In a potentially groundbreaking decision, the Louisiana Supreme Court recently upheld a death sentence for a defendant convicted of raping an eight-year-old girl. Few states allow the death penalty when a defendant’s crime did not result in the death of his victim.
In this case, Patrick Kennedy was convicted of raping his step-daughter. The girl’s physical injuries required surgery to repair. Her emotional wounds may never heal. Kennedy blamed two neighborhood boys. The girl originally backed up her step-father, but later told a therapist he was the real culprit.
In 1977, the U.S. Supreme refused to allow the death penalty for a man convicted of raping a 16-year-old. In the past few years, the Court has rejected death sentences for minors and the mentally retarded, saying they couldn’t be sufficiently responsible for their crimes to apply the ultimate penalty.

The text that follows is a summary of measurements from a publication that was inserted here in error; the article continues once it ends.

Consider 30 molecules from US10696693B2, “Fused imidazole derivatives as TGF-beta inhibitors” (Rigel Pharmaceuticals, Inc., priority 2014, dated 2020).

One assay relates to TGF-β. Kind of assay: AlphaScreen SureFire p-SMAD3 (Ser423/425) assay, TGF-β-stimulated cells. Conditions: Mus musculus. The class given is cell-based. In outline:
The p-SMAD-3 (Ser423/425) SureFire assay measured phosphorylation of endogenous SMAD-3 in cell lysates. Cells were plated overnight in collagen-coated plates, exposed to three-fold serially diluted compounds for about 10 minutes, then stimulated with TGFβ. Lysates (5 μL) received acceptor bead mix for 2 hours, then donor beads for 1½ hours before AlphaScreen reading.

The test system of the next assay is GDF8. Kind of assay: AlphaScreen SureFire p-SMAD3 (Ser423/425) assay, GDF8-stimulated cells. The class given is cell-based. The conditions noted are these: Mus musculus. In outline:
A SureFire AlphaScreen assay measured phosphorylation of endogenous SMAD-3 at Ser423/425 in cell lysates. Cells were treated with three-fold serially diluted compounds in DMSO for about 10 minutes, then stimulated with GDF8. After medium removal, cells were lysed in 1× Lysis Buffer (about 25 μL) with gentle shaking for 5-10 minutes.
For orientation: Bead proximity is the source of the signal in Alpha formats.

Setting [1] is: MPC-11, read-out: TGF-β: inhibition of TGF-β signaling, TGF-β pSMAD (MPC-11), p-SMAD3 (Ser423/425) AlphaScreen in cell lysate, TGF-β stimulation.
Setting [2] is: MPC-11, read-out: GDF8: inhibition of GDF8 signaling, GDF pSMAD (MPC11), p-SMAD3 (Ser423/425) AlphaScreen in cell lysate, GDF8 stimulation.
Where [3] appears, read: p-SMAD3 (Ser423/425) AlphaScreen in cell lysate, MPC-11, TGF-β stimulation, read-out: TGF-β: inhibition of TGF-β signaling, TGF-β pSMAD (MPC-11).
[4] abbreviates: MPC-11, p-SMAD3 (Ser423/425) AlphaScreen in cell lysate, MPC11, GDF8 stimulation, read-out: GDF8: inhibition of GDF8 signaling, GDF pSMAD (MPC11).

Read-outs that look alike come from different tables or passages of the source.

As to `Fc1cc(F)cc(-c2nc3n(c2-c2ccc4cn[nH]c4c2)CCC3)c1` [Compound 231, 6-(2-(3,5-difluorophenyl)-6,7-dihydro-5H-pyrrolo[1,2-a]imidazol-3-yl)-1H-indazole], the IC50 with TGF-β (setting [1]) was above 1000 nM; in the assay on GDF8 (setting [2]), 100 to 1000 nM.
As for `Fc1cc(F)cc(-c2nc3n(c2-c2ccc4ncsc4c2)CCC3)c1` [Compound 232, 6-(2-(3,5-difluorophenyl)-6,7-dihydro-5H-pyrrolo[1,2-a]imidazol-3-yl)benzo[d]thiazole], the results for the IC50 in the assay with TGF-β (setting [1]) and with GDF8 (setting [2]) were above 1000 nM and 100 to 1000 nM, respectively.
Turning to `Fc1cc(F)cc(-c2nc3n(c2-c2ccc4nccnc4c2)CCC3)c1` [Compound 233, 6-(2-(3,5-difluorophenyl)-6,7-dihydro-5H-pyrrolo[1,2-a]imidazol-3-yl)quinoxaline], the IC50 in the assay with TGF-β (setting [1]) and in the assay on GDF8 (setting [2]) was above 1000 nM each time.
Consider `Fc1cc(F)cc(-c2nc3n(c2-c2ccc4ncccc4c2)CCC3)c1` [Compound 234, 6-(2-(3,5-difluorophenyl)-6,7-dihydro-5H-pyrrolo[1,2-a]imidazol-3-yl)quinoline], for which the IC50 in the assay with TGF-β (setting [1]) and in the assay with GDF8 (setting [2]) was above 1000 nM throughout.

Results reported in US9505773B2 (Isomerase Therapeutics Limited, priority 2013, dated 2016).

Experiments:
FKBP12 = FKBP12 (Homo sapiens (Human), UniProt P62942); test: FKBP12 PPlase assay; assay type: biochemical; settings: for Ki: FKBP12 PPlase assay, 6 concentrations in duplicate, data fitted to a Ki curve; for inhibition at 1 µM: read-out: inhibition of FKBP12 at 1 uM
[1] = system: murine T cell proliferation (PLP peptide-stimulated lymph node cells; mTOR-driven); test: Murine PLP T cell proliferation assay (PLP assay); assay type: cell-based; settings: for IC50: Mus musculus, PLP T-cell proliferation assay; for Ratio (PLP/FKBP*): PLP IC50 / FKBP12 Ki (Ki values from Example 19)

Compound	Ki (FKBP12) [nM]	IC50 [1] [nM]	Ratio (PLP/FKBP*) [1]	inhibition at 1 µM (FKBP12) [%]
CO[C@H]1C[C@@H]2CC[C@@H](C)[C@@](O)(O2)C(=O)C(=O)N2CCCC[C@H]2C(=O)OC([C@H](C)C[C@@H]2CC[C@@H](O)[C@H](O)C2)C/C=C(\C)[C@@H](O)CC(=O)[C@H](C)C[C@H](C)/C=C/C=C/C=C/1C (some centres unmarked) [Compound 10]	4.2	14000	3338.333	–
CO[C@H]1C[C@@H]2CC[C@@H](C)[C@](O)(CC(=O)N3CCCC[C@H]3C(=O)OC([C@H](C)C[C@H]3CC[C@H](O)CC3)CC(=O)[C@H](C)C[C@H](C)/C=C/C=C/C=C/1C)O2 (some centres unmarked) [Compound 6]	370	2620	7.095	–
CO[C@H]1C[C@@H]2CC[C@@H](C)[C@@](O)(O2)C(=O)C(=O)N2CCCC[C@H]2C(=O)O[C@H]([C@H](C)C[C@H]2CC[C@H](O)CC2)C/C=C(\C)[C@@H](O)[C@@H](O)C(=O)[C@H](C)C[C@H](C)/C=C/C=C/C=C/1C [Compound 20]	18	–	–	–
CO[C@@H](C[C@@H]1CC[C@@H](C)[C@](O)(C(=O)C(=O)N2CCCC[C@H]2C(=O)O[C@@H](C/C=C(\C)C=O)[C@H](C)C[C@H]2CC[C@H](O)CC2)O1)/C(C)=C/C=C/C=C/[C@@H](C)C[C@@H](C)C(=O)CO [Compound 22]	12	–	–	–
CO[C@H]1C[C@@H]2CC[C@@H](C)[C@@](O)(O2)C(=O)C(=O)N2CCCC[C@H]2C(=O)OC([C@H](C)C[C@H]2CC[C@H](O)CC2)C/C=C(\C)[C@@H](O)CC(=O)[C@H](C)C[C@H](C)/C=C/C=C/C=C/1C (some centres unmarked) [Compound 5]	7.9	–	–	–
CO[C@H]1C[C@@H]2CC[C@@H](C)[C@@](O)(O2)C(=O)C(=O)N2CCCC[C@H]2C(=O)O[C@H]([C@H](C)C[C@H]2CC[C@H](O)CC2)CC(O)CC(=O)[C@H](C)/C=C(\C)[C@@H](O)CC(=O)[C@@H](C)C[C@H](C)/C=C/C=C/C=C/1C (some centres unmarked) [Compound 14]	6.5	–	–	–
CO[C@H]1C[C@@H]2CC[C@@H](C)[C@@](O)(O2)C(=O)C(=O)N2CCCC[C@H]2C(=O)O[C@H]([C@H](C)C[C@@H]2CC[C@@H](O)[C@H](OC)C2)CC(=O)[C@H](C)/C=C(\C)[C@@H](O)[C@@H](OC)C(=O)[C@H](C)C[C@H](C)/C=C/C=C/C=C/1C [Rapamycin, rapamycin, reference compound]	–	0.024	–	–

Following the 1977 ruling, Louisiana rewrote its laws to allow a sentence of death for anyone convicted of raping a victim under the age of twelve. The Louisiana Court relied on the U.S. Supreme Court’s declaration that the death penalty should be reserved for those who commit “a narrow category of the most serious crimes,” to uphold the Kennedy’s death sentence.
If and when this case makes it to the Supreme Court, the justices will need to consider whether allowing Kennedy to be executed could set the justice system on a slippery slope. Currently, the Court only acknowledges death sentences when the victim actually dies. Allowing a death sentence for a crime where the victim survives could lead to more and more crimes becoming death penalty eligible. The question to be resolved is where capital punishment will stop.